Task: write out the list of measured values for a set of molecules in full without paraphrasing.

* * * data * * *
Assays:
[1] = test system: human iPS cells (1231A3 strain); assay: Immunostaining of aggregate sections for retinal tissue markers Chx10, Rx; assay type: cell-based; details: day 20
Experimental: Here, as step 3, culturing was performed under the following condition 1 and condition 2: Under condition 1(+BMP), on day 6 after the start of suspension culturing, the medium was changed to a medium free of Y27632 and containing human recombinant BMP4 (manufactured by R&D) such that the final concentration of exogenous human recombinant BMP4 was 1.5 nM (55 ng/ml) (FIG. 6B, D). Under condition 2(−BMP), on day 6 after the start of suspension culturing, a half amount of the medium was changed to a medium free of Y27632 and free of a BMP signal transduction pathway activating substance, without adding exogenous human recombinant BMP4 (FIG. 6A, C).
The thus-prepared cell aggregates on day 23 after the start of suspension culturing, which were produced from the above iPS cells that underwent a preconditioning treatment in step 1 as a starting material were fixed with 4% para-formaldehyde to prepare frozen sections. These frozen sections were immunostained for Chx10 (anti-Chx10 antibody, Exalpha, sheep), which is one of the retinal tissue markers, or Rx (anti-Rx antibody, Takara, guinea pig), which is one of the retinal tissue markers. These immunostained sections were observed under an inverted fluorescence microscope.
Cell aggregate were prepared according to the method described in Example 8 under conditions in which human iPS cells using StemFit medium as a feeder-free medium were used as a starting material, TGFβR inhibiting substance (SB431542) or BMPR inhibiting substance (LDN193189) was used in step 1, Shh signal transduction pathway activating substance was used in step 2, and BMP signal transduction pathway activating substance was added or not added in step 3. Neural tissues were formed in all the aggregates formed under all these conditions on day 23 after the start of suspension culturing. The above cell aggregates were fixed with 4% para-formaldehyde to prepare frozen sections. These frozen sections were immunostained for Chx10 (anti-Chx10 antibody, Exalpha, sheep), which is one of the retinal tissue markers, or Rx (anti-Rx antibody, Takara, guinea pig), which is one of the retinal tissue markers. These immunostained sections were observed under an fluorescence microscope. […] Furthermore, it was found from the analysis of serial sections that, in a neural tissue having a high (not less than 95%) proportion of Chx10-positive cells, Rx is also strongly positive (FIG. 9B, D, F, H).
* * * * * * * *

Assays:
[1] = test system: human iPS cells (1231A3 strain); assay: Immunostaining of aggregate sections for retinal tissue markers Chx10, Rx; assay type: cell-based; details: day 20
Experimental: Here, as step 3, culturing was performed under the following condition 1 and condition 2: Under condition 1(+BMP), on day 6 after the start of suspension culturing, the medium was changed to a medium free of Y27632 and containing human recombinant BMP4 (manufactured by R&D) such that the final concentration of exogenous human recombinant BMP4 was 1.5 nM (55 ng/ml) (FIG. 6B, D). Under condition 2(−BMP), on day 6 after the start of suspension culturing, a half amount of the medium was changed to a medium free of Y27632 and free of a BMP signal transduction pathway activating substance, without adding exogenous human recombinant BMP4 (FIG. 6A, C).
The thus-prepared cell aggregates on day 23 after the start of suspension culturing, which were produced from the above iPS cells that underwent a preconditioning treatment in step 1 as a starting material were fixed with 4% para-formaldehyde to prepare frozen sections. These frozen sections were immunostained for Chx10 (anti-Chx10 antibody, Exalpha, sheep), which is one of the retinal tissue markers, or Rx (anti-Rx antibody, Takara, guinea pig), which is one of the retinal tissue markers. These immunostained sections were observed under an inverted fluorescence microscope.
Cell aggregate were prepared according to the method described in Example 8 under conditions in which human iPS cells using StemFit medium as a feeder-free medium were used as a starting material, TGFβR inhibiting substance (SB431542) or BMPR inhibiting substance (LDN193189) was used in step 1, Shh signal transduction pathway activating substance was used in step 2, and BMP signal transduction pathway activating substance was added or not added in step 3. Neural tissues were formed in all the aggregates formed under all these conditions on day 23 after the start of suspension culturing. The above cell aggregates were fixed with 4% para-formaldehyde to prepare frozen sections. These frozen sections were immunostained for Chx10 (anti-Chx10 antibody, Exalpha, sheep), which is one of the retinal tissue markers, or Rx (anti-Rx antibody, Takara, guinea pig), which is one of the retinal tissue markers. These immunostained sections were observed under an fluorescence microscope. […] Furthermore, it was found from the analysis of serial sections that, in a neural tissue having a high (not less than 95%) proportion of Chx10-positive cells, Rx is also strongly positive (FIG. 9B, D, F, H).